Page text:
Nancy MacLean’s 2017 book, Democracy in Chains, was the object of sustained criticism from Koch-allied libertarians for its bold claim that the radical right was inherently and self-consciously anti-democratic. It’s the rare work of history that proved predictive — in this case, of the current crisis of American democracy. The book focuses on James McGill Buchanan, one of the architects of right-wing strategy, and Charles Koch's work to weaponize Buchanan’s ideas. MacLean demonstrates that Buchanan and other libertarian intellectuals understood that the public would never be persuaded to elect people who wanted to abolish Social Security, Medicare, and public education. So, they sought to limit the power of democratic processes to drive change — that is, to close the levers of power off from the people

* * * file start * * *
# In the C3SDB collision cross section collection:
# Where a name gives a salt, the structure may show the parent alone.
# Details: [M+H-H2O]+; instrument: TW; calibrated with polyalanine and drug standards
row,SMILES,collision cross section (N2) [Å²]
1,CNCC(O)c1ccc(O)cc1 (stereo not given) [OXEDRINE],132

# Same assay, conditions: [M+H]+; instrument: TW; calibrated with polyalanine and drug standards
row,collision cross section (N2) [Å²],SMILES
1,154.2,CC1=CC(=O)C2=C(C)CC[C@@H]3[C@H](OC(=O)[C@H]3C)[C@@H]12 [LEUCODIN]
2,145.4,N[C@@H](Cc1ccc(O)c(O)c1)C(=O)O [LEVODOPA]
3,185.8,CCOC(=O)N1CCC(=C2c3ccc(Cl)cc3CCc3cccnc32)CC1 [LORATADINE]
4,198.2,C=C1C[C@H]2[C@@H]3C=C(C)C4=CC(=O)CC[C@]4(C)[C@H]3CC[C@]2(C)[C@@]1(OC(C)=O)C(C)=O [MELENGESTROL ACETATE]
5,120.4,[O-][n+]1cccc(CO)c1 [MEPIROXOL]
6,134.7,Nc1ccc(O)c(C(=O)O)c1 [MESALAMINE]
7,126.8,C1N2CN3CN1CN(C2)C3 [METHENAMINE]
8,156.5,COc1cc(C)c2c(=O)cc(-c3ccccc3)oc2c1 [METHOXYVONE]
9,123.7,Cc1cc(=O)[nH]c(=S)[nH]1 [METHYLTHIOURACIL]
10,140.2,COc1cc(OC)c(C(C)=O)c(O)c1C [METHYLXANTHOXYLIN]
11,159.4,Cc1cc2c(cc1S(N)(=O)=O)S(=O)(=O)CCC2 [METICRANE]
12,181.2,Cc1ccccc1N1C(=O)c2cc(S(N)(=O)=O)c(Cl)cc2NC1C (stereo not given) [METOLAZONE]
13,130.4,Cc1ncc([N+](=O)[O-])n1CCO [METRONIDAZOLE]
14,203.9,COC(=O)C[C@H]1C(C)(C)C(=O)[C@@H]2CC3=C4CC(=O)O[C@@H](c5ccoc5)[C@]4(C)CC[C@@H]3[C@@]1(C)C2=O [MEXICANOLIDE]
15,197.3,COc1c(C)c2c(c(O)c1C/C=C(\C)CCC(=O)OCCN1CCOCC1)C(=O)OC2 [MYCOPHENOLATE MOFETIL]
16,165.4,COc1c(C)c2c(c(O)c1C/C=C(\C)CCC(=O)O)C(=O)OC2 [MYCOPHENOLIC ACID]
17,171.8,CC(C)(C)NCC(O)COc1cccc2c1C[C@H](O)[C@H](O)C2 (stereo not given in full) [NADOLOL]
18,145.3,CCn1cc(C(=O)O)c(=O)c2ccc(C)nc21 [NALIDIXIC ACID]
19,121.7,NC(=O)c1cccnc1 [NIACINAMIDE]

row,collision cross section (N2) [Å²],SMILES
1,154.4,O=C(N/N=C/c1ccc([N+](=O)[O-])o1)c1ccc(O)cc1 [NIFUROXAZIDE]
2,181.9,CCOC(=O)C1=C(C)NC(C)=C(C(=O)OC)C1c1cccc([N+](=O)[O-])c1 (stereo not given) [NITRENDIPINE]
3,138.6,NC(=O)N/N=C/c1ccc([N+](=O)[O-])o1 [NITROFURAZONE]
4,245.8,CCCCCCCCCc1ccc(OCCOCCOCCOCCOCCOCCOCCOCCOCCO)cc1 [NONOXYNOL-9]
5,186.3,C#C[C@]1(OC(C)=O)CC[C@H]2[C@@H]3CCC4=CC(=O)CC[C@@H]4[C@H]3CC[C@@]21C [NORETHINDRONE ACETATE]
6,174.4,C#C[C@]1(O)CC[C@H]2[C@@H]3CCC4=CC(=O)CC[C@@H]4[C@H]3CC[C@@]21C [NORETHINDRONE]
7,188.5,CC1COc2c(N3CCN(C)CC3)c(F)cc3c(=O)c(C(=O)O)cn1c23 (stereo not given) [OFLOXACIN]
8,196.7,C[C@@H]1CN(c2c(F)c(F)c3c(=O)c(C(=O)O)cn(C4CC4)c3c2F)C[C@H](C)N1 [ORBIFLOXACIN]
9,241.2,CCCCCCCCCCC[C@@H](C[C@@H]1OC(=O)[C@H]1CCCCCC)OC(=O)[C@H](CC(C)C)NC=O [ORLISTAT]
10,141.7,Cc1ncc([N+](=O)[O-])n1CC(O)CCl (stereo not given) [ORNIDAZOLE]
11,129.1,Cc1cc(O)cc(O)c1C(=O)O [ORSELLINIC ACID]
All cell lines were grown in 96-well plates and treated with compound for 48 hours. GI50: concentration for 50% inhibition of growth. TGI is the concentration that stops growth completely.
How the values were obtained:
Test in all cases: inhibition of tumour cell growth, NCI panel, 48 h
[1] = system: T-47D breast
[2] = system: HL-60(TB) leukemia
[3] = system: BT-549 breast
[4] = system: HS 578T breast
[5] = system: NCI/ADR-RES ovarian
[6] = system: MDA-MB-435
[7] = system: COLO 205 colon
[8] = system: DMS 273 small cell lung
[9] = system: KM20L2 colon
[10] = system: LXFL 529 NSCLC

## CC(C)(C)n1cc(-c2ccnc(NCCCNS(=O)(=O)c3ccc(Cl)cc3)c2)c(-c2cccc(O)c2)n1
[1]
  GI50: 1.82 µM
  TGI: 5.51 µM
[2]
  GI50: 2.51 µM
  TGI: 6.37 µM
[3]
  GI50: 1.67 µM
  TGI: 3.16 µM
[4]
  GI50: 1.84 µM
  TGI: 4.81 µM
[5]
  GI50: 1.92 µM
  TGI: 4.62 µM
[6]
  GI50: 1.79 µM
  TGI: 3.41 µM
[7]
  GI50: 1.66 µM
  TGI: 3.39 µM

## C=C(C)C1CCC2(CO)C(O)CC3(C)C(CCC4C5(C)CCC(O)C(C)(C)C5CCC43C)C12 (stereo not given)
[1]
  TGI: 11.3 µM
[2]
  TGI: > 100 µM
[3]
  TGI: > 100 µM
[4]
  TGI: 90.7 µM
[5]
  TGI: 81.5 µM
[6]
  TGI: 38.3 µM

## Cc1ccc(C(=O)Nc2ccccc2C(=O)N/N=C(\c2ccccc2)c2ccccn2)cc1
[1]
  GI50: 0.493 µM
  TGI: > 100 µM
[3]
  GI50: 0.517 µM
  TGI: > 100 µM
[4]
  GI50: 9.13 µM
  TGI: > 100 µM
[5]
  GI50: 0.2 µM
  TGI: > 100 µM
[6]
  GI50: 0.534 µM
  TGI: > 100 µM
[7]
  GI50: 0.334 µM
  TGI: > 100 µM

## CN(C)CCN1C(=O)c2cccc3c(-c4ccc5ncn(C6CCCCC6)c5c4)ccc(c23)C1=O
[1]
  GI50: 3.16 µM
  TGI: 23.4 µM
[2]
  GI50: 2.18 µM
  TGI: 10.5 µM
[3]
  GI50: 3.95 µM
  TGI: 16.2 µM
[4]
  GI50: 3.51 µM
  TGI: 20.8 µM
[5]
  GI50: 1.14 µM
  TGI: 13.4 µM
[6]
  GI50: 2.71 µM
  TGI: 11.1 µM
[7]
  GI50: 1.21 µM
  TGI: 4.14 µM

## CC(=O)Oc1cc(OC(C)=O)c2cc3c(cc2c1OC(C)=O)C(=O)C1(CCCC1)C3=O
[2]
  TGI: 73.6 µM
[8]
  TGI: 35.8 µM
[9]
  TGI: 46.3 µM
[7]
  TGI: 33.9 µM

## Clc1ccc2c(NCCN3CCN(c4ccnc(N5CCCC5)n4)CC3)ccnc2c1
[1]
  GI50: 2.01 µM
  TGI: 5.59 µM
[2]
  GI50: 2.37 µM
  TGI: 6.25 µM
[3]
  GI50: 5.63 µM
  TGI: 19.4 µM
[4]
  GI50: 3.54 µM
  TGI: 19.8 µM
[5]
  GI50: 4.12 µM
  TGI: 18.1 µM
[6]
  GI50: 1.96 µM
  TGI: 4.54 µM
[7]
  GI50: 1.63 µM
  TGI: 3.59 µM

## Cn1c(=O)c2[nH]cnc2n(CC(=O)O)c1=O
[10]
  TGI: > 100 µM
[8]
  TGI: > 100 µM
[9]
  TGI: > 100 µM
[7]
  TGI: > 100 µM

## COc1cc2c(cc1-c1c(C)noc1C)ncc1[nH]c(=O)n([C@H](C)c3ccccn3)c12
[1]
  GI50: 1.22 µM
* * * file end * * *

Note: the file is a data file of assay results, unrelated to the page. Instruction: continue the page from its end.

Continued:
In the wake of the insurrection at the U.S. Capitol, historian and labor organizer Dave Kamper met with MacLean to discuss the connections between the billionaire-funded academic right and white nationalist violence. This interview has been edited and condensed. 

  

Thinking from [the 2017 white power violent protest in] Charlottesville to now, is what we're seeing new or is it a continuation?

I would say the answer is “both, and.”  It's a continuation of elements long in the culture. My first book was about the Ku Klux Klan in the 1920s, so I feel like I've seen this movie before. But Donald Trump gave them much more, not just oxygen, but gasoline. And also, this goes beyond white supremacists to the Republican Party, in that the incentives of our public life are all in the direction of encouraging this stuff right now.